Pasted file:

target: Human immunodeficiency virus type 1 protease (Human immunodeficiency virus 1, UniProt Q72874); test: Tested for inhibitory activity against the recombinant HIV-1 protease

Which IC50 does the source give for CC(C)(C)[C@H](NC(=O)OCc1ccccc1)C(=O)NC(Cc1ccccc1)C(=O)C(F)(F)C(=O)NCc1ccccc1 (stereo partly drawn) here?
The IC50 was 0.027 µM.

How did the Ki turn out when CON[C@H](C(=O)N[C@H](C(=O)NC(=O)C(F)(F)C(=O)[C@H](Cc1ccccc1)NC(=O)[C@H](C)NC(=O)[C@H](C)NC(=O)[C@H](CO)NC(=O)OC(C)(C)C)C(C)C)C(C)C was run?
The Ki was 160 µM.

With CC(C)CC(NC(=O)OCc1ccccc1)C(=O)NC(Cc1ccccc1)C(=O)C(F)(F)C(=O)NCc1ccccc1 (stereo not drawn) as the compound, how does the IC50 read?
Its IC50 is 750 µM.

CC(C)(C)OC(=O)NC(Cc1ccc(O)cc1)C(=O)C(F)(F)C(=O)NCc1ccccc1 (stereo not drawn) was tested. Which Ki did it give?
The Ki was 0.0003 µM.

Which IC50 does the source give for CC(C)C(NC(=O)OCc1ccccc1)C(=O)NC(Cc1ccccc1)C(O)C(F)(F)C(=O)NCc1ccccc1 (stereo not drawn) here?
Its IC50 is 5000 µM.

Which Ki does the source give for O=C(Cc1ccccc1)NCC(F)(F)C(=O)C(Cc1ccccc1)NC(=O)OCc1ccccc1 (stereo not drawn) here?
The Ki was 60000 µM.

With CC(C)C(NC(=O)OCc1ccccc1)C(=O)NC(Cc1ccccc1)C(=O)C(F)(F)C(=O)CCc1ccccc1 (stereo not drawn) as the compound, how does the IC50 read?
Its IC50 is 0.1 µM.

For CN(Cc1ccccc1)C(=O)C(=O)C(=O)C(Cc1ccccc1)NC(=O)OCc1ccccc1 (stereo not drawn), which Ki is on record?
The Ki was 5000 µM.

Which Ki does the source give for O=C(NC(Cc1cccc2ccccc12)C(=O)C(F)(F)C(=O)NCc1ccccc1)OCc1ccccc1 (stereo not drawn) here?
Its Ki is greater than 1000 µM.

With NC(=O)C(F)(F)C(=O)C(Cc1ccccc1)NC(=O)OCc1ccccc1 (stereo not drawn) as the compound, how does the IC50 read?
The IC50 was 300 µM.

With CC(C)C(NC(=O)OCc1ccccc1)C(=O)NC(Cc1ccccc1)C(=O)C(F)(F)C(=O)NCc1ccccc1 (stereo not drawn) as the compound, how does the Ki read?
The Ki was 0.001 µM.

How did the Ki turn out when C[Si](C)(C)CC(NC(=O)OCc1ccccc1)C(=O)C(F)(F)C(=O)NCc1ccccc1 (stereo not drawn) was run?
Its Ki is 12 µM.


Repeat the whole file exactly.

target: Human immunodeficiency virus type 1 protease (Human immunodeficiency virus 1, UniProt Q72874); test: Tested for inhibitory activity against the recombinant HIV-1 protease

Which IC50 does the source give for CC(C)(C)[C@H](NC(=O)OCc1ccccc1)C(=O)NC(Cc1ccccc1)C(=O)C(F)(F)C(=O)NCc1ccccc1 (stereo partly drawn) here?
The IC50 was 0.027 µM.

How did the Ki turn out when CON[C@H](C(=O)N[C@H](C(=O)NC(=O)C(F)(F)C(=O)[C@H](Cc1ccccc1)NC(=O)[C@H](C)NC(=O)[C@H](C)NC(=O)[C@H](CO)NC(=O)OC(C)(C)C)C(C)C)C(C)C was run?
The Ki was 160 µM.

With CC(C)CC(NC(=O)OCc1ccccc1)C(=O)NC(Cc1ccccc1)C(=O)C(F)(F)C(=O)NCc1ccccc1 (stereo not drawn) as the compound, how does the IC50 read?
Its IC50 is 750 µM.

CC(C)(C)OC(=O)NC(Cc1ccc(O)cc1)C(=O)C(F)(F)C(=O)NCc1ccccc1 (stereo not drawn) was tested. Which Ki did it give?
The Ki was 0.0003 µM.

Which IC50 does the source give for CC(C)C(NC(=O)OCc1ccccc1)C(=O)NC(Cc1ccccc1)C(O)C(F)(F)C(=O)NCc1ccccc1 (stereo not drawn) here?
Its IC50 is 5000 µM.

Which Ki does the source give for O=C(Cc1ccccc1)NCC(F)(F)C(=O)C(Cc1ccccc1)NC(=O)OCc1ccccc1 (stereo not drawn) here?
The Ki was 60000 µM.

With CC(C)C(NC(=O)OCc1ccccc1)C(=O)NC(Cc1ccccc1)C(=O)C(F)(F)C(=O)CCc1ccccc1 (stereo not drawn) as the compound, how does the IC50 read?
Its IC50 is 0.1 µM.

For CN(Cc1ccccc1)C(=O)C(=O)C(=O)C(Cc1ccccc1)NC(=O)OCc1ccccc1 (stereo not drawn), which Ki is on record?
The Ki was 5000 µM.

Which Ki does the source give for O=C(NC(Cc1cccc2ccccc12)C(=O)C(F)(F)C(=O)NCc1ccccc1)OCc1ccccc1 (stereo not drawn) here?
Its Ki is greater than 1000 µM.

With NC(=O)C(F)(F)C(=O)C(Cc1ccccc1)NC(=O)OCc1ccccc1 (stereo not drawn) as the compound, how does the IC50 read?
The IC50 was 300 µM.

With CC(C)C(NC(=O)OCc1ccccc1)C(=O)NC(Cc1ccccc1)C(=O)C(F)(F)C(=O)NCc1ccccc1 (stereo not drawn) as the compound, how does the Ki read?
The Ki was 0.001 µM.

How did the Ki turn out when C[Si](C)(C)CC(NC(=O)OCc1ccccc1)C(=O)C(F)(F)C(=O)NCc1ccccc1 (stereo not drawn) was run?
Its Ki is 12 µM.